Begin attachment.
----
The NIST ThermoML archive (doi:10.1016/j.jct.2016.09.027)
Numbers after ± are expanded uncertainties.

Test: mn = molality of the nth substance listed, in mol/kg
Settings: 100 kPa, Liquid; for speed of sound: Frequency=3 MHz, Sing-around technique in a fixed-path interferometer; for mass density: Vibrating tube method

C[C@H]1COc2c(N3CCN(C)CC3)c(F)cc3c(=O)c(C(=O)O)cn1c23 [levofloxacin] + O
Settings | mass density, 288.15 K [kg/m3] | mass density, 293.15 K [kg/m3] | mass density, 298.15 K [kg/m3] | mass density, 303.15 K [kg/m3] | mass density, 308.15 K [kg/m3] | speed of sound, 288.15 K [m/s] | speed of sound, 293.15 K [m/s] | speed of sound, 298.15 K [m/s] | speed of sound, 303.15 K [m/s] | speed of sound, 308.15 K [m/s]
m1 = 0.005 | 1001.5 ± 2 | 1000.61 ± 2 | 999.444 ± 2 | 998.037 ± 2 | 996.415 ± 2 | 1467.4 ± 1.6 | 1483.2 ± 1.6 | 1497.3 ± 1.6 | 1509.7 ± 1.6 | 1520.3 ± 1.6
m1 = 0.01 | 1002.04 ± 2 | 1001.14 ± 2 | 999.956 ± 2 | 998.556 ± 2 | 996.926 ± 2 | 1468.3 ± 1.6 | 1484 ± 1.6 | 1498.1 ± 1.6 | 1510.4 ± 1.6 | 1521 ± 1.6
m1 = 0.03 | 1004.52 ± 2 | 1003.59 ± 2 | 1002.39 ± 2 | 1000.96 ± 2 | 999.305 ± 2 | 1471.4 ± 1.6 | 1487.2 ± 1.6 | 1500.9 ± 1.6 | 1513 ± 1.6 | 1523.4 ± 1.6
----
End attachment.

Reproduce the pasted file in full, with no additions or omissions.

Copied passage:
The NIST ThermoML archive (doi:10.1016/j.jct.2016.09.027)
Numbers after ± are expanded uncertainties.

Test: mn = molality of the nth substance listed, in mol/kg
Settings: 100 kPa, Liquid; for speed of sound: Frequency=3 MHz, Sing-around technique in a fixed-path interferometer; for mass density: Vibrating tube method

C[C@H]1COc2c(N3CCN(C)CC3)c(F)cc3c(=O)c(C(=O)O)cn1c23 [levofloxacin] + O
Settings | mass density, 288.15 K [kg/m3] | mass density, 293.15 K [kg/m3] | mass density, 298.15 K [kg/m3] | mass density, 303.15 K [kg/m3] | mass density, 308.15 K [kg/m3] | speed of sound, 288.15 K [m/s] | speed of sound, 293.15 K [m/s] | speed of sound, 298.15 K [m/s] | speed of sound, 303.15 K [m/s] | speed of sound, 308.15 K [m/s]
m1 = 0.005 | 1001.5 ± 2 | 1000.61 ± 2 | 999.444 ± 2 | 998.037 ± 2 | 996.415 ± 2 | 1467.4 ± 1.6 | 1483.2 ± 1.6 | 1497.3 ± 1.6 | 1509.7 ± 1.6 | 1520.3 ± 1.6
m1 = 0.01 | 1002.04 ± 2 | 1001.14 ± 2 | 999.956 ± 2 | 998.556 ± 2 | 996.926 ± 2 | 1468.3 ± 1.6 | 1484 ± 1.6 | 1498.1 ± 1.6 | 1510.4 ± 1.6 | 1521 ± 1.6
m1 = 0.03 | 1004.52 ± 2 | 1003.59 ± 2 | 1002.39 ± 2 | 1000.96 ± 2 | 999.305 ± 2 | 1471.4 ± 1.6 | 1487.2 ± 1.6 | 1500.9 ± 1.6 | 1513 ± 1.6 | 1523.4 ± 1.6